The study of everyday life is fundamental to our understanding of modern society. This book provides a coherent, interdisciplinary way to engage with everyday activities and environments. Arguing for an innovative, ethnographic approach, it uses detailed examples, based in real world and digital research, to bring its theories to life. Sarah Pink focuses on the sensory, embodied, mobile, and mediated elements of practice and place as a route to understanding wider issues. By doing so, she convincingly outlines a robust theoretical and methodological approach to understanding contemporary everyday life and activism.
Chapter 9: Conclusions: Sustainable Places, Activist Practices and Everyday Life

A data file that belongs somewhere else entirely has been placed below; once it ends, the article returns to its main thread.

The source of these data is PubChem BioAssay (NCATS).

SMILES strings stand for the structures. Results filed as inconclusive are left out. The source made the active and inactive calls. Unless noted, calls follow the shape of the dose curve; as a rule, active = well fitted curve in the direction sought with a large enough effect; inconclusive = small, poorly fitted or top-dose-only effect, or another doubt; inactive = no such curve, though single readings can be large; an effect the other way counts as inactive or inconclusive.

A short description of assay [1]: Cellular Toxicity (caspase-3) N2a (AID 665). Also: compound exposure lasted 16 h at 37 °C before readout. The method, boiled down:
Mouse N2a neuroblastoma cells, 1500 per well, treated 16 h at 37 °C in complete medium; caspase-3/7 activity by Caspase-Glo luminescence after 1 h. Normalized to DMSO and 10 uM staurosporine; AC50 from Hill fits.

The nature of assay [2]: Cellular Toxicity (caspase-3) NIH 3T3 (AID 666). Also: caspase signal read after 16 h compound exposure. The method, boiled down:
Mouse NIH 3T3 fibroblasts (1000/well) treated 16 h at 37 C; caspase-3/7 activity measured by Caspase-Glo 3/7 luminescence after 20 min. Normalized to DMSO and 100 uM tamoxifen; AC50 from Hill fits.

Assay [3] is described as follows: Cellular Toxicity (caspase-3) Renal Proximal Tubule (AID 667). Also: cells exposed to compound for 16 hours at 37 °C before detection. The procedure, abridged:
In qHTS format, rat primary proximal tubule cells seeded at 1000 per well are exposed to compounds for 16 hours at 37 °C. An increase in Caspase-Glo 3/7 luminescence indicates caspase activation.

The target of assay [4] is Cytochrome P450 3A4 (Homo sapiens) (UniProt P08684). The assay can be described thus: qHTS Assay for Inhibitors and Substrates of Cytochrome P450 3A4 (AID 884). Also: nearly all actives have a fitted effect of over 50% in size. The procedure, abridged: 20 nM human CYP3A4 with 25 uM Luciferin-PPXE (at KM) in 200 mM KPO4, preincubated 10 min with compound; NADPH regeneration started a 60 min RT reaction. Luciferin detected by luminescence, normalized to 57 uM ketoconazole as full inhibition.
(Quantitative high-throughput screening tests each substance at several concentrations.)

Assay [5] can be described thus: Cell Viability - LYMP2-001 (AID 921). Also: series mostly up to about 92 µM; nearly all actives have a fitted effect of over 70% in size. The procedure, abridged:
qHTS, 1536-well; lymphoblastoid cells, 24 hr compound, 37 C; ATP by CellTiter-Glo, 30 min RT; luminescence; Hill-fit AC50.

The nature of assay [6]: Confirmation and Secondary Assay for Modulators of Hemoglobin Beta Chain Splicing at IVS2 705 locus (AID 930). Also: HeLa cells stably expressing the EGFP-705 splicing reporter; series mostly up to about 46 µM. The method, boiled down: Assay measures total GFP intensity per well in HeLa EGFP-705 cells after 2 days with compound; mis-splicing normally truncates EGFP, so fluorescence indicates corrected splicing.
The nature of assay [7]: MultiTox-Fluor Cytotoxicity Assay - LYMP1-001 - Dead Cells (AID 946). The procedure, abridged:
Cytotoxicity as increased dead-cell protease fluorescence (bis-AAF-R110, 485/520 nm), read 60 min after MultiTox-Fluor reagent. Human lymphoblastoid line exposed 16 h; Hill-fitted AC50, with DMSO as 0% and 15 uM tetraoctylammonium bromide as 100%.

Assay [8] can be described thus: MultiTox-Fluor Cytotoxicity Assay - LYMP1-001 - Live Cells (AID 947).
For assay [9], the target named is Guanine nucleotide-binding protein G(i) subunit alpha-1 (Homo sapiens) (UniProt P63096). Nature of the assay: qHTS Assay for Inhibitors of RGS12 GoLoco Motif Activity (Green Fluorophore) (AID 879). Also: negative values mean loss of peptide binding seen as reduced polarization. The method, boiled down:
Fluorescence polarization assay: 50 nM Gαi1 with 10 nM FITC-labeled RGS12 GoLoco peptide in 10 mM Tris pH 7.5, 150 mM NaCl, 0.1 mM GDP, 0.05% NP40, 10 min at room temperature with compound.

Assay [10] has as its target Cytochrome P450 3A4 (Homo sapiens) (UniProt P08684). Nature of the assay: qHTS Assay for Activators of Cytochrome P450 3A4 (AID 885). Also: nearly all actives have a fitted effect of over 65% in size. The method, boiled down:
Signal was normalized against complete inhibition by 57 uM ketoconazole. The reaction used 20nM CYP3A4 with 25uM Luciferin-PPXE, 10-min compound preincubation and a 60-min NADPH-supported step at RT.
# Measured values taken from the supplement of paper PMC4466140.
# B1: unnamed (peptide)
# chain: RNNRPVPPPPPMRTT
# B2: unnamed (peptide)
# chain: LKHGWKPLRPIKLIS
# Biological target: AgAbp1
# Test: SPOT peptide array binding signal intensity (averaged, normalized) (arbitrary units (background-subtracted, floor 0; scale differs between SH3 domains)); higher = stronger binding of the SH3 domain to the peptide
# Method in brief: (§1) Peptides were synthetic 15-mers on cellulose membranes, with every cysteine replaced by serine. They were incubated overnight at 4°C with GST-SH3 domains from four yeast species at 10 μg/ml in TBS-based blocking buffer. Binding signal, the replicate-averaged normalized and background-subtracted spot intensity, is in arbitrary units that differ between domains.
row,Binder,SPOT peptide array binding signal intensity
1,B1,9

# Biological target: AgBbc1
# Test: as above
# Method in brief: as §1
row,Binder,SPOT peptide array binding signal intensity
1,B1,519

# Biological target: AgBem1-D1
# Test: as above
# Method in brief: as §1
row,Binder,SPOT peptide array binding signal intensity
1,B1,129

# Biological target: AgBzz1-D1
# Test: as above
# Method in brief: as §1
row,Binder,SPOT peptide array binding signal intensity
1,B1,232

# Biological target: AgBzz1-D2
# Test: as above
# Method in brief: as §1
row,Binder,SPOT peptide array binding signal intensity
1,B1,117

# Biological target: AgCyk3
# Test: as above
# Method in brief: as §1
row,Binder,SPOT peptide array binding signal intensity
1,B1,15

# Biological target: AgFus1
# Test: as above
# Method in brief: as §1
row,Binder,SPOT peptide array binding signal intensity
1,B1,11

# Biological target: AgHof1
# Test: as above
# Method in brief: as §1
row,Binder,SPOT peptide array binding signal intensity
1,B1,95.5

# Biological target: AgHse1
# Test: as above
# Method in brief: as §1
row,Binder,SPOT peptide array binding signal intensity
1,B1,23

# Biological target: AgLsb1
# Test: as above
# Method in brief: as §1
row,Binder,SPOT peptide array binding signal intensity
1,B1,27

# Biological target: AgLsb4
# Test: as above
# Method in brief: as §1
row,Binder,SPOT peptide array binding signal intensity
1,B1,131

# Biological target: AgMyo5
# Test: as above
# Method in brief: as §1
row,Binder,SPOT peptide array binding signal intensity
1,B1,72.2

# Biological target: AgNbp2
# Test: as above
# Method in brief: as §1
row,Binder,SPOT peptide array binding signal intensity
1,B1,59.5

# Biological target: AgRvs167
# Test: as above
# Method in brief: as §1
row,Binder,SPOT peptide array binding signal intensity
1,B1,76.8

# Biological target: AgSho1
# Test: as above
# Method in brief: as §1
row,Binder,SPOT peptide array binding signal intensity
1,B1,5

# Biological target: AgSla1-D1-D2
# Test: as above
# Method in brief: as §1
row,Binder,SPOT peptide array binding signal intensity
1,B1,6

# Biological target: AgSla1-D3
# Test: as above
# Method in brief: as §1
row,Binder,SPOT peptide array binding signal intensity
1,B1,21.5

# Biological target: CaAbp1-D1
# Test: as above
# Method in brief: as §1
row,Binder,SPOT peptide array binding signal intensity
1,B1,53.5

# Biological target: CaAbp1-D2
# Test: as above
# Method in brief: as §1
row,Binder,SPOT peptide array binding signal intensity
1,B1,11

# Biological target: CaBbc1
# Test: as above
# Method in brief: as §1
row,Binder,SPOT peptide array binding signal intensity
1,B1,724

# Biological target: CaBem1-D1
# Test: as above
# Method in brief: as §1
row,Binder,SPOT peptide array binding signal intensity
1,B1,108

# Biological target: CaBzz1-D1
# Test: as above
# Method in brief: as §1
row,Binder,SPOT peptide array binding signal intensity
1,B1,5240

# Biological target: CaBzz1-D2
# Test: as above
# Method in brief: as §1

Conclusions: Sustainable Places, Activist Practices and Everyday Life
In this book I have engaged the concepts of practice and place as routes to understanding how everyday life can be situated within social, material, digital, sensory and environmental relations. My argument has been based on a commitment to understanding both practices and places as being open, defined in terms of their potentialities and characterised by movement. Whereas in some existing literatures practices and places have been theorised as having essential qualities and as such are used to describe and determine particular types of empirically observable activities and localities, here I have departed from such a way of thinking. Such understandings have often seen practices as sites of or vehicles ...